As a casual user of the location-based social networking service Foursquare, I will admit to executing the occasional misdemeanor — checking in at a local sandwich shop I visited earlier in the day from the comfort of my own couch, seeing what might happen if I repeatedly check in over the course of a night at a bar and so on. The reason for these sorts of minor cheats is that no one, as far as I can tell, really cares, especially since the usefulness of Foursquare (at least in Los Angeles) is mostly limited to bragging to your friends about all the sushi you’ve been eating.
But Elevator creator Woody Tondorf‘s first post-Break project Foursquare Cops elevates minor online infractions to crimes worthy of Judge Dredd-style justice. I invoke Judge Dredd because like Sylvester Stallone’s vigilante future cop, these cops on a mission do not hesitate to shoot transgressors who might violate the Foursquare spirit.
Shot documentary-style, Det. John Harty (Nate Hinchey) and OFC. Frank Ashton (Kyle Paice) roam the streets searching for those who dare to abuse their check-ins and use unfair means to oust the rightful mayors of various locations. If none of that makes sense to you, then you are clearly not part of the show’s target audience — there are no explanations provided for those unfamiliar with the complexities of Foursquare’s location-based interactivity.
However, if you’re no n00b, then you’ll probably enjoy the show’s many clever gags, some of which are built around obscure Internet in-jokes and some of which are just funny. “Policing the streets is just our day job,” Harty shares in episode 1. “We’re also in an a capella group. It’s called Copappella.” And then he starts to sing.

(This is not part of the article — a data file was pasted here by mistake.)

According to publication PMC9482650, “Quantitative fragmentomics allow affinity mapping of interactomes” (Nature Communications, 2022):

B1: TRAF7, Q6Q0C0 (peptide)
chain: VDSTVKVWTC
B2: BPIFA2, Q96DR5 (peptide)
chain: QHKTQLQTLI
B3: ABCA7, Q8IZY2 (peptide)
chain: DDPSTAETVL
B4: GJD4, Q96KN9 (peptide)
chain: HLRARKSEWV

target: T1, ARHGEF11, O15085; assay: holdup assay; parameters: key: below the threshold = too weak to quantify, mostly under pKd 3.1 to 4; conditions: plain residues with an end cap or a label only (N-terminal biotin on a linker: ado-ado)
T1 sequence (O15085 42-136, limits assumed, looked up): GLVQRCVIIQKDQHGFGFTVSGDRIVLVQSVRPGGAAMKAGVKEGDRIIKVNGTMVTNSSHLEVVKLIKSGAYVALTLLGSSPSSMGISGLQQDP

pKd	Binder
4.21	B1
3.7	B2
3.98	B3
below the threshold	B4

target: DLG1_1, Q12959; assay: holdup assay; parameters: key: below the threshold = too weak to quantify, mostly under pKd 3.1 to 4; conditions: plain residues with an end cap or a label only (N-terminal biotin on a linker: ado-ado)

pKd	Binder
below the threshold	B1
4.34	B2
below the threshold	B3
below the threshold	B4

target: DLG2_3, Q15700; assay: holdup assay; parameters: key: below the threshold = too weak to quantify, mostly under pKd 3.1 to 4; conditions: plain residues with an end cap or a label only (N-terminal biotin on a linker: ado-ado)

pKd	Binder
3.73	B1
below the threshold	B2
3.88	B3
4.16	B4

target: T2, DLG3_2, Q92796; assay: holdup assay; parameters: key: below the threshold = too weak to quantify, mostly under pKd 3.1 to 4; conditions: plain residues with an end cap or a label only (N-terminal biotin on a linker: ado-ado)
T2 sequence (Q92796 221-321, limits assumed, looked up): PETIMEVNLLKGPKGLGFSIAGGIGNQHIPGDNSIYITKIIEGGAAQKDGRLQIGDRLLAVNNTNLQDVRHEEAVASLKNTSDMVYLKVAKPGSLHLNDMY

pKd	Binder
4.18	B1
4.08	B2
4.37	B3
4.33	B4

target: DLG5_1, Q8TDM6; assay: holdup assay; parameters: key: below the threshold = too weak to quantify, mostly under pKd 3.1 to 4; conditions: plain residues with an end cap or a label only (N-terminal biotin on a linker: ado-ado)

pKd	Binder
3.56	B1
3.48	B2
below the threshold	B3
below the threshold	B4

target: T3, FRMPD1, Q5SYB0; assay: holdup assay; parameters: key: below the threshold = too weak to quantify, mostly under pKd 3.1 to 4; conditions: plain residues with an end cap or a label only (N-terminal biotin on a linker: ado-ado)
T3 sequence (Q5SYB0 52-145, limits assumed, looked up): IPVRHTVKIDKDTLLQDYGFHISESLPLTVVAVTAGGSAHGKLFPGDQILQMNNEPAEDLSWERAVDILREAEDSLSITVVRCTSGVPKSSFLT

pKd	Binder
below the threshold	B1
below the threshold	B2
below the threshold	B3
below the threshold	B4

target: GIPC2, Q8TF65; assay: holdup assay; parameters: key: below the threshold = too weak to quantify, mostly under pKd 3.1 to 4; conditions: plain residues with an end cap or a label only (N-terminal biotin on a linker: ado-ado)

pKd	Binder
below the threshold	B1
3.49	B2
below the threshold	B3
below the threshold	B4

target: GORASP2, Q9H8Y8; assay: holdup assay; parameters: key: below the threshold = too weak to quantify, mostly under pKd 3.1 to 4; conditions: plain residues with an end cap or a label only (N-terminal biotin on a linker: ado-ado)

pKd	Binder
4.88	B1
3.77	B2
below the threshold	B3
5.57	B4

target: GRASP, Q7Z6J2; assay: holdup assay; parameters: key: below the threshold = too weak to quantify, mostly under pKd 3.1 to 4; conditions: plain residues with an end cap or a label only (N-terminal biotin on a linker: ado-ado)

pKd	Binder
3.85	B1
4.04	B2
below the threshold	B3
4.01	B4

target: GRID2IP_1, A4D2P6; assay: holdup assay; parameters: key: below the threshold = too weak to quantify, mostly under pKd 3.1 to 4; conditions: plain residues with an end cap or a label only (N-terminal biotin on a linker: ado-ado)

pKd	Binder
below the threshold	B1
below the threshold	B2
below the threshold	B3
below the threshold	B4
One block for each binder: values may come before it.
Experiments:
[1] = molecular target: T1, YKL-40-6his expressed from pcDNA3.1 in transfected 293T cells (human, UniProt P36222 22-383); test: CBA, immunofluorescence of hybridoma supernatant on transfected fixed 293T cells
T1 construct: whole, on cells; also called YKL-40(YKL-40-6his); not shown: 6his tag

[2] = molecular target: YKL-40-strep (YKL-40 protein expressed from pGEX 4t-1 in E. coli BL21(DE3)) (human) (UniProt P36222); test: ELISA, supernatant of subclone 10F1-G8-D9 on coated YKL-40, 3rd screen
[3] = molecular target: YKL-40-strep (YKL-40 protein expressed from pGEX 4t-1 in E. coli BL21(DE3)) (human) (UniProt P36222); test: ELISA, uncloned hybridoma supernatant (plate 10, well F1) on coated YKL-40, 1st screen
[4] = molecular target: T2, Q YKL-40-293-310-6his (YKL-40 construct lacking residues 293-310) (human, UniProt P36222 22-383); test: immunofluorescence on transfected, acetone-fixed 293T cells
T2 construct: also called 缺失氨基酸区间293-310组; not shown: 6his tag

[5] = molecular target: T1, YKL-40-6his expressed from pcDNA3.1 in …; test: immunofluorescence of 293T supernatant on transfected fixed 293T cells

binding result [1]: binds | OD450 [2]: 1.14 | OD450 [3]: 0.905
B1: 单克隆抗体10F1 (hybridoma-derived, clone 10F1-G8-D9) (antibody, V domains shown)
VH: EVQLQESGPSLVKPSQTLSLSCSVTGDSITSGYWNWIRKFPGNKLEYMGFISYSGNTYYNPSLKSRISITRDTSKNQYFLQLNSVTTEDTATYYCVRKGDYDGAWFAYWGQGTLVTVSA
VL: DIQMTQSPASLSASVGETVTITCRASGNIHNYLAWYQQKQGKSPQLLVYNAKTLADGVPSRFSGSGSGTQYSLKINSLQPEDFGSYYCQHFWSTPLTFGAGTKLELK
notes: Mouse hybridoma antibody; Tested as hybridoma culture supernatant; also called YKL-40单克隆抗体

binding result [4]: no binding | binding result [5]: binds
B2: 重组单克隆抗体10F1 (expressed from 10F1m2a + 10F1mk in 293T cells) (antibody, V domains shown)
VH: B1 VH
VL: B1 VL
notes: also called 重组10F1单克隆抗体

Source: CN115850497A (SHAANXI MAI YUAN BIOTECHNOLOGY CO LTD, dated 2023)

Foursquare Cops is technically branded entertainment, as it was produced by Hubspot, a software product that assists businesses with social marketing. But the brand is never invoked during the actual show, its mention limited to a post-show title card — the perfect sort of branded entertainment from a consumer standpoint, though how the show’s message translates to pushing Hubspot’s services to businesses isn’t entirely clear at this juncture.
The production isn’t flawless — while the cinematography does a nice job of capturing the cinema verite nature of Cops (the clear inspiration), the fight choreography and gun-play stand out as so painfully fake that they often took me entirely out of the story. But the acting is solid and the tone consistently funny.
If there’s an interesting twist to Foursquare Cops, it’s this: Those policing these social media transgressors are just as addicted to social media. As a result Foursquare Cops creates an interesting portrait of the world as it would be if products like Foursquare ruled our desires completely. And frankly, I find it a little scary.
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